(This interview was published in New York World, 25 October 1925.)
‘Chess is not merely a game nor a mental training, but a social attainment, in the opinion of José Raúl Capablanca of Cuba, the world’s chess champion, who stopped off in New York a few hours between boats recently on his way from Havana to Moscow, where he will participate in the International Chess Masters’ Tournament, opening 5 November, under the auspices of the Soviet Government.
“Chess”, said Capablanca, “is more than a game or a mental training. It is a distinct attainment. I have always regarded the playing of chess and the accomplishment of a good game as an art, and something to be admired no less than an artist’s canvas or the product of a sculptor’s chisel. Chess is a mental diversion rather than a game. It is both artistic and scientific.”
Discussing the progress of chess in America, Capablanca said:
“Chess was greatly injured in the United States when two of its foremost players, many years ago, were credited with having been driven insane because of their absorption in the game. There was not a word of truth as to either of these men, yet the propaganda became so widespread and your newspapers made so much of it that the man or woman who took up chess came to be regarded as a little ‘strange’.
I often have had men and women of otherwise fine intelligence actually ask me if I did not fear I would lose my reason by continuing to play the game. It seems a fixed idea among many Americans that facility or expertness in the game indicates some mental disorder.”
Winning the world’s championship in chess has its handicaps, Capablanca admitted, for often periods of two years have elapsed in which he has not moved a chessman for the simple reason there was no-one within four or five thousand miles with whom he might play.
Climate, Capablanca said, has more to do with creating chessplayers than any other factor. He regards himself as an “accident” in the chess world, as, he asserts, tropical or semi-tropical countries seldom produce a chessplayer.
“I began playing chess when four years old”, he said. “I can’t say that I played it with any intelligence, but I played it. One has to begin very young in order to make any headway.”
The world’s chess champion is now 37. He is in appearance eight to ten years younger than that.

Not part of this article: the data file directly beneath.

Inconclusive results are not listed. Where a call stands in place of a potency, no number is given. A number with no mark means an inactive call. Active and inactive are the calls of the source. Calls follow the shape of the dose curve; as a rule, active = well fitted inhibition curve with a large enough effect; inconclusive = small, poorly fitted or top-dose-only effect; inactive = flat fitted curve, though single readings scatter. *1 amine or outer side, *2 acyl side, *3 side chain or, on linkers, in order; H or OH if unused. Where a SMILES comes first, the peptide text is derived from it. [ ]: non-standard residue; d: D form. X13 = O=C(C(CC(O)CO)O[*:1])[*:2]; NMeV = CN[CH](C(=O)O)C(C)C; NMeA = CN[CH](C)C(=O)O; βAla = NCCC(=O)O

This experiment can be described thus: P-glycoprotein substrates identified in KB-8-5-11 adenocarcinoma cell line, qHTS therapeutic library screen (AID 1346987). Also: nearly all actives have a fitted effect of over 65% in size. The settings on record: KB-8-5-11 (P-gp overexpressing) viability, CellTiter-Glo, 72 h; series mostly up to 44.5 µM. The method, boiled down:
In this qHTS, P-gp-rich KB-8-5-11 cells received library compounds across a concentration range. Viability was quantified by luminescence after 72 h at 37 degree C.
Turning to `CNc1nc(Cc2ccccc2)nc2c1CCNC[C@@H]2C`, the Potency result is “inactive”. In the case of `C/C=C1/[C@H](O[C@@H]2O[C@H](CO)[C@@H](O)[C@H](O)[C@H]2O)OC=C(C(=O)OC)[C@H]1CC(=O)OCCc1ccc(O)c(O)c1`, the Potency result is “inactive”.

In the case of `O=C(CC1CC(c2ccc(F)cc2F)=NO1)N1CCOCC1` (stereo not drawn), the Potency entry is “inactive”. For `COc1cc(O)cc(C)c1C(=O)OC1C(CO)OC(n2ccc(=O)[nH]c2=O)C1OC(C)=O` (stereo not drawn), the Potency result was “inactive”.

England, he thinks, produces excellent chessplayers because of its peculiarly raw climate, which drives men into indoor pursuits. He said that one year, when in London, playing with Members of Parliament and of the House of Lords, he noted not less than 300 members of the British Upper and Lower Houses and of the King’s Bench who played chess, and played it well. At that time, he added, he frequently played with Andrew Bonar Law, British Prime Minister in 1922-23.
Capablanca was asked if there were not limits to the number of plays possible in chess.
“Such a thing as a limit is so remote”, he replied, “that to my mind it would require at least 50 years for two or three extremely gifted players to be able to master the intricacies of the game to such an extent as to make it practically impossible for one of these two or three men to beat the other. I should say that it is next to impossible, if not actually so, for one single individual to master the game so as to be perfect. No one, so far, has been able to avoid mistakes in chess.”
One of the interesting revelations made by the champion is that he does not make a habit of polishing up on the game or studying moves in advance of a game. He does not, he said, intend to play any game on his way to Russia. He plays only when he sits down to a board against an adversary, he added, and obtains his chief pleasure from playing in seeing if he cannot, at the right moment, make the right play to win.
“Just as an artist would make the right stroke of his brush at the right moment and in the proper manner to complete his canvas”, is the way Capablanca describes this.
Russia and the Teutonic countries, Capablanca asserted, produce excellent chessplayers, by reason of their colder climate, while France has never yielded to the game to any great extent.
Informed that since the Soviets have come into power in Russia the character of the chessmen has been made proletarian, and that anvils have taken the place of pawns, while blacksmiths and gleaners have replaced the knights and bishops, Capablanca said:
“That might be for exhibition purposes, but I am confident that in Moscow we shall use the regular chessmen that are used throughout the world wherever chess is played.”
Capablanca, besides being world’s chess champion, is a real estate man of considerable note in Cuba, having large holdings in Havana, where he resides.’